Under the title, “Health Care Tech Trends: Addressing the Value Equation,” John Doerr, chairman of Kleiner Perkins Caufield Byers, a venture capital firm based in Menlo Park, Calif., a Silicon Valley suburb of San Francisco, and Tom Owens, M.D., president of Duke University Hospital, and senior vice president of the Duke University Health System (both Durham, N.C.), discussed the dramatic changes taking place in the U.S. healthcare industry right now, and the important role that technology, including information technology, will be playing in the transformation of the healthcare industry in the coming months and years.
Doerr, the author of Measure What Matters: How Google, Bono, and the Gates Foundation Rock the World with OKRs, speaks regularly about the goal-setting system of objectives and key results (OKRs), and broad business strategy.
After initial introductions, Doerr asked Dr. Owens about the pace of change, and the challenges that Owens and his colleagues at Duke Health are facing right now, as they look into the near future in U.S. healthcare.
“People in healthcare work hard,” Owens said, “and their readiness for change depends on how well they’re feeling, how resilient. A lot of providers are feeling burned out right now, and that’s a challenge every day. In addition, we have challenges we’re facing with regard to reimbursement change.” Asked about the pace of healthcare system transformation in North Carolina, he said, “Our state has been slow to change to value. We’re now moving towards managed Medicaid. I think the big change will come from commercial payers, who will drive providers into risk-based contracts into risk faster than expected.”
“And managed Medicaid will be good?” Doerr asked.
“We feel responsible for the care of our community, and that’s what Medicaid represents for us,” Owens said. “I think that managed Medicaid, done well, could be very good for us; done poorly, it would be [challenging]. We’ve launched an ACO [accountable care organization], and have about a quarter-million lives under some form of management. How we can leverage some of the technology, manage the massive amounts of data involved,” will be an important element in success, Owens said. “And the [historically] siloed approach of community, providers, and payers, isn’t going to work.”
Turning the conversation back to Doerr, Owens said, “You’ve such a big part of changing a number of industries. I’m wondering what advice you have for us in healthcare? How we might think about technology, and disruption, in a healthy way?”
“I would say that I’ve had the privilege of working with some of the country’s most amazing entrepreneurs and disruptors, from Jeff Bezos at Amazon, to the folks at Google, or the folks at Uber, to even Twitter, who wanted to change the way we did texting and exchanging information,” Doerr said. “And what I’d say is true about all those innovators is that they possessed vision for a world that no one else imagined.” For example, he said, “Google was the eighteenth search engine to arrive on the scene; but all their predecessors had produced searches that were kind of crummy. Before Google came along, the ads were banner ads, sold by advertising executives on Madison Avenue, over three-cocktail lunches. And Google said, screw that, we’re going to auction ads, in a way that you could create a sustainable, not an overpriced, marketplace. And the challenge for healthcare, writ large, is that we don’t have a functional market. And consumers have a hard time discerning quality.”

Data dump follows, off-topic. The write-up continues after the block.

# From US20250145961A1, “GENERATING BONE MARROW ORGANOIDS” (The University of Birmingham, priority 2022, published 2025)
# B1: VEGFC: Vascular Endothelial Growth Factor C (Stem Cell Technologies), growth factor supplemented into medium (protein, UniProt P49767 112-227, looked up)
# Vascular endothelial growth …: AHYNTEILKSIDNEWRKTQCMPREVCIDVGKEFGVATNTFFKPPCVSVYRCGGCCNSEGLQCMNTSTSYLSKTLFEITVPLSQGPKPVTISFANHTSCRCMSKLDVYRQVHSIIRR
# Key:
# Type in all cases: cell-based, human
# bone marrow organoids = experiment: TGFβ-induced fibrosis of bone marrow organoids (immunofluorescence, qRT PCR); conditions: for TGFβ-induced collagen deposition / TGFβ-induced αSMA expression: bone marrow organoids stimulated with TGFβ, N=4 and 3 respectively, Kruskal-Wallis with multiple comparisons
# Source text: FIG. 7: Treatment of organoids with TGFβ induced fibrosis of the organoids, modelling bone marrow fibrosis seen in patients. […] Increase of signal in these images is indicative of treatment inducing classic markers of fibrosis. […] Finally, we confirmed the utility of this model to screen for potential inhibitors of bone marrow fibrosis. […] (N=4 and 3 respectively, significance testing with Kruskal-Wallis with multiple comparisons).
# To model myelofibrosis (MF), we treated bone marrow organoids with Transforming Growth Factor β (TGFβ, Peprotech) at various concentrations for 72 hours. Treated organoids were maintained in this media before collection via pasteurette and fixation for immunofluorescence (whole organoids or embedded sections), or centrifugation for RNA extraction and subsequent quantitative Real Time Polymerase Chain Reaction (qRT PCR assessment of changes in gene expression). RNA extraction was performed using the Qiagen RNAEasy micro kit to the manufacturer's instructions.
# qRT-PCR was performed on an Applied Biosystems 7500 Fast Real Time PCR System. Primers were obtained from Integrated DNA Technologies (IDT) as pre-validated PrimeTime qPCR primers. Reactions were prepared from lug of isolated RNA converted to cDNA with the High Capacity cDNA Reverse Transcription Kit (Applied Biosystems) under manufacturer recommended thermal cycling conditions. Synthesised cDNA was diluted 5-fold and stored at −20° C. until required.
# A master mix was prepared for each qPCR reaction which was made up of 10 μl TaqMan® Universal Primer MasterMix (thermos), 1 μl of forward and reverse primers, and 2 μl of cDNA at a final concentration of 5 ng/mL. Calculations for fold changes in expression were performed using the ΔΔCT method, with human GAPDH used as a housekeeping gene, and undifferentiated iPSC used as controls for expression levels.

Doerr went on to say, “Duke’s a high-quality organization; I’m sure you have a hard time getting that message out there. There’s little price competition. Many of the elements that make capitalism and the economy go, are not present yet in healthcare. But risk adjustment, flexibility in payments, and providers being responsible for care end-to-end—all elements present in Medicare Advantage—those things allow for innovation. And where is Duke in the journey from fee for service to fee for value?” he asked.
“I’d say we’re in the middle of the pack at best,” Owens said, noting that “The larger transformation” of the healthcare system from fee for service to fee for value “may be even more challenging in academic medical centers. We have great talent and depth, and great success in the current academic model. And we have three missions—clinical care, education and research, and in the U.S., clinical care helps subsidize the other two, so when we think about change, we think about the risk to those missions. We realize we need partners. We can’t get there fast enough developing algorithms for risk adjustment and disease prevention. And so we’re thinking about all kinds of relationships” in terms of moving into the world of risk-based contracting. In that regard, he added, “We laid out a five-year plan three years ago, to think about the way we manage risk and manage patients.”
Owens went on to detail some of the challenges facing physicians in the current practice environment, noting that “Most physicians went into healthcare for the right reasons: they want to take care of patients. And they want to invest in the healthcare of the future. And when we engage them, and we create a path to risk, a path to change, that they can buy into, that’s worked really well for us. And when we’ve been able to shine a light on unnecessary care and variation, it’s been really helpful.”
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